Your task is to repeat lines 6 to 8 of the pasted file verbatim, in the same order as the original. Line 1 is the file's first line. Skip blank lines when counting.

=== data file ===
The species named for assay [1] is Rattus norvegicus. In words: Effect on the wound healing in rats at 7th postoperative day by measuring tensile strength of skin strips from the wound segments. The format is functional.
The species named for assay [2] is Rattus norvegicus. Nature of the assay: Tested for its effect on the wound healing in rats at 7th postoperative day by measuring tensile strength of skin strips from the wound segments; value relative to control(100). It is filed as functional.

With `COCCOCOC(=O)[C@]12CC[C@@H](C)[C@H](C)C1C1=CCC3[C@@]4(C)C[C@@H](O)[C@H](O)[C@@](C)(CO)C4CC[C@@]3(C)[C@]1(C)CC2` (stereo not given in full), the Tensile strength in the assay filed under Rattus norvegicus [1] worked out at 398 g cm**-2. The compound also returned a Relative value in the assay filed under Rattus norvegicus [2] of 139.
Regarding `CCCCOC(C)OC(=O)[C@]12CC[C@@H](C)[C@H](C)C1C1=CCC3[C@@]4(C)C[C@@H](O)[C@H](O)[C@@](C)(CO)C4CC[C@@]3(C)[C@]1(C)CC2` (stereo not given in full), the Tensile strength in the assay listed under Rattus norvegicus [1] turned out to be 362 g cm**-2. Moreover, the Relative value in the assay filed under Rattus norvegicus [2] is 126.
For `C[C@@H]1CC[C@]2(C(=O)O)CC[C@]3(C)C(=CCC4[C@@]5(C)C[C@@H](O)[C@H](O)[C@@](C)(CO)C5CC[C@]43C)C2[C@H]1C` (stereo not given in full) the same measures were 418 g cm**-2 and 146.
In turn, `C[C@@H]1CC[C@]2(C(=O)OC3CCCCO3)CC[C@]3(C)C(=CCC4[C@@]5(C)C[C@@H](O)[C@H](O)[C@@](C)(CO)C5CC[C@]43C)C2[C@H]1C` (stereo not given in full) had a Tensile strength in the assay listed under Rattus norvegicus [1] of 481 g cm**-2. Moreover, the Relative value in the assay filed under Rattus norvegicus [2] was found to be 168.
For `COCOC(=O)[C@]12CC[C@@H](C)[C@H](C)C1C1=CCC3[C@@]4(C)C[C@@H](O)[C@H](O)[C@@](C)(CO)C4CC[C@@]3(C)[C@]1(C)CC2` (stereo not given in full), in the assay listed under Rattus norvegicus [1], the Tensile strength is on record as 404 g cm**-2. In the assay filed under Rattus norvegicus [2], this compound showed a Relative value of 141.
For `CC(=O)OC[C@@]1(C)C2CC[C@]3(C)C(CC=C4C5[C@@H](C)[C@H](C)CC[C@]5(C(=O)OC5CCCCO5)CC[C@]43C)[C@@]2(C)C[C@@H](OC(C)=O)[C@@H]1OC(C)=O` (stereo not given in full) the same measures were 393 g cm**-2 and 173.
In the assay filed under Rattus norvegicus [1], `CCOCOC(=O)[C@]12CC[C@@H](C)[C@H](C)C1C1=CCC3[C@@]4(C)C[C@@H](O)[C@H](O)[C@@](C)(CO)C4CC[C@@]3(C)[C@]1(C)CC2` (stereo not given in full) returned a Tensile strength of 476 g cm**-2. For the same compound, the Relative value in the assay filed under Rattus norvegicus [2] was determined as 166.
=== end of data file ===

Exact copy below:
In turn, `C[C@@H]1CC[C@]2(C(=O)OC3CCCCO3)CC[C@]3(C)C(=CCC4[C@@]5(C)C[C@@H](O)[C@H](O)[C@@](C)(CO)C5CC[C@]43C)C2[C@H]1C` (stereo not given in full) had a Tensile strength in the assay listed under Rattus norvegicus [1] of 481 g cm**-2. Moreover, the Relative value in the assay filed under Rattus norvegicus [2] was found to be 168.
For `COCOC(=O)[C@]12CC[C@@H](C)[C@H](C)C1C1=CCC3[C@@]4(C)C[C@@H](O)[C@H](O)[C@@](C)(CO)C4CC[C@@]3(C)[C@]1(C)CC2` (stereo not given in full), in the assay listed under Rattus norvegicus [1], the Tensile strength is on record as 404 g cm**-2. In the assay filed under Rattus norvegicus [2], this compound showed a Relative value of 141.
For `CC(=O)OC[C@@]1(C)C2CC[C@]3(C)C(CC=C4C5[C@@H](C)[C@H](C)CC[C@]5(C(=O)OC5CCCCO5)CC[C@]43C)[C@@]2(C)C[C@@H](OC(C)=O)[C@@H]1OC(C)=O` (stereo not given in full) the same measures were 393 g cm**-2 and 173.